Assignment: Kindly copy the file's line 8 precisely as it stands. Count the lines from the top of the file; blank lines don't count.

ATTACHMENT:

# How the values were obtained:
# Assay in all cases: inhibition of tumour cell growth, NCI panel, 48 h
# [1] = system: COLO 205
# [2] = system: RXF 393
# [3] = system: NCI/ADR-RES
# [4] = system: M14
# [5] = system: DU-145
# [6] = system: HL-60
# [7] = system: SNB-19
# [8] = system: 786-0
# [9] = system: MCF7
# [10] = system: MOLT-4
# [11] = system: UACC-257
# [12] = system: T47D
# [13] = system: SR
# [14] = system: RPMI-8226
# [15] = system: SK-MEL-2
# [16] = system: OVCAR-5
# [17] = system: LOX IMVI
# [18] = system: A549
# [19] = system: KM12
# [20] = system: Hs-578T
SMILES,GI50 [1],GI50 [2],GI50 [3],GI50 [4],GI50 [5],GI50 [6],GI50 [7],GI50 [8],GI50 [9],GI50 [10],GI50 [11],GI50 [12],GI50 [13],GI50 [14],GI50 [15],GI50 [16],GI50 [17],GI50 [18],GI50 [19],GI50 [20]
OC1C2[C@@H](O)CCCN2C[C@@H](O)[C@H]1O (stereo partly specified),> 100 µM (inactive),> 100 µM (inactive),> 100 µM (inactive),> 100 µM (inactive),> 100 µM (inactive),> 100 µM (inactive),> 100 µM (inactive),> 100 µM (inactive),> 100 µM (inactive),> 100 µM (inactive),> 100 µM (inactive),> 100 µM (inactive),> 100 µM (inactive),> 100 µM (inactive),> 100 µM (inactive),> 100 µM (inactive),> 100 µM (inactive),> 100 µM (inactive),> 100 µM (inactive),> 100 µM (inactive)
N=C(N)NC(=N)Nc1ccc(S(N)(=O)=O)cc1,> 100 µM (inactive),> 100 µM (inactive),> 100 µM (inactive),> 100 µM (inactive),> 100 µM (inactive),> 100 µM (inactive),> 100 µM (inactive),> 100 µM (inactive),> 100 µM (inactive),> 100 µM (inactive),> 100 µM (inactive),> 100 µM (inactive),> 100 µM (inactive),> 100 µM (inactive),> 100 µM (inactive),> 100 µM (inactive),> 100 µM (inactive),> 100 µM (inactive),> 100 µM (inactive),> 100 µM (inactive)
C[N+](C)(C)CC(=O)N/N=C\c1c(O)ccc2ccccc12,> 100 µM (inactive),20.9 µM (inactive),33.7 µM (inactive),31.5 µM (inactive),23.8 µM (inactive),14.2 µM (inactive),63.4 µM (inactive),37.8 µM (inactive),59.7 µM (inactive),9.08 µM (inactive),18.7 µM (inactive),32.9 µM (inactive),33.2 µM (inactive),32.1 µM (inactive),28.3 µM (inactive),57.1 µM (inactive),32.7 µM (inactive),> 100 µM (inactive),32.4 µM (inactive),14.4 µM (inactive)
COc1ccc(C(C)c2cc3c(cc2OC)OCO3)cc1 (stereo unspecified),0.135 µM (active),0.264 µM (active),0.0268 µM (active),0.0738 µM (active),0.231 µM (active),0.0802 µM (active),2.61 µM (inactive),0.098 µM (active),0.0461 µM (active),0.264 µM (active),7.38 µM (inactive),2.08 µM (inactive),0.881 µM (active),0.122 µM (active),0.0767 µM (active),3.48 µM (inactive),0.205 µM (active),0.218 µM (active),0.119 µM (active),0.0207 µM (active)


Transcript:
# [6] = system: HL-60